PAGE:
In 1980s, the then Kerala chief minister K Karunakaran had ordered the Guruvayur Temple to transfer 10 crore rupees from its bank account to the state treasury to offset financial deficit. Whether the amount was ever returned or not is doubtful. What’s more, the temple’s property was reduced from 13000 acres of land to a meagre 230 acres of land by the Land Reforms Act, which helpfully avoided non-Hindu foundations. In 2004, the Mahrashtra government admitted to diverting US$ 190,000 from Mumbai’s Siddhivinayak temple to a charity run by a politician, in the Bombay High Court. In Tamil Nadu, the HR and CE Department controls more than 4.7 lakh acres of land of horticultural area, 2.6 crore square feet of structures and 29 crore square feet of urban place that is known for temples. The earning from these properties must be at least few thousand crore rupees, yet the government collects a meagre Rs 36 crore in rent. This is a classic case of corruption and underhanded dealings.
Politically influential people have shamelessly appropriated temple property for individual use. A friend of mine narrates how a representative from the Tamil Nadu HR&CE department would arrive at one of the small temples in the state to collect the money deposited in the temple “Hundi” and would pocket a part of it for his personal use. Petty corruption, underhanded dealings, and misuse of temple assets are rampant in the government administration of the temples.
Ayodhya, Will a temple be built there ever?
Ayodhya is among the most sacred places for Hindus across the country. According to Hindu Itihasa (history) texts, Lord Rama was born, brought up, and ruled from Ayodhya. But, for the last many decades ‘Ram Janmabhumi’ has been in the middle of political dispute. The dispute traces its origin to the destruction of the Hindu temple in Ayodhya and construction of a mosque in its place during the reign of Babar of Moghul dynasty in the 16th century. The recent excavations in the area have also confirmed the presence of a Hindu temple beneath the demolished Babri mosque. Yet, a new temple for Lord Ram is yet to see the light. Though, BJP leader Subramanian Swamy has expressed a certainty that such a temple will be built soon, it remains to be seen how much of his assertion will materialize on the ground.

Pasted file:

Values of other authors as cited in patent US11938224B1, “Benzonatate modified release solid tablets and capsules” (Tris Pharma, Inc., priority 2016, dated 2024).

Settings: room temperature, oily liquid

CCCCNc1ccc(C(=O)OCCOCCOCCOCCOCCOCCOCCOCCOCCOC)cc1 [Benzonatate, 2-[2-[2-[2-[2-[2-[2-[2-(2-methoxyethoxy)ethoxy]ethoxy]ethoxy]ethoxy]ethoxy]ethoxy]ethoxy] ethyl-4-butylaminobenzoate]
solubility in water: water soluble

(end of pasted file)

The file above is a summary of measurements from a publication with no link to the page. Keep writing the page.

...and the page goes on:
It is high time that Hindus realize that their government is discriminating against them in the name of secularism. Income from Hindu temples should be spent on those very temples and on activities that enrich Hindu community and propagate Hindu religion. For this, it is vital that temples are freed from government control and are instead managed by the community. Hopefully, the Supreme Court, which is scheduled to hear today, the petition of late Swami Dayananda Saraswati to free temples from government control, will be able to address these genuine concerns of the Hindu community.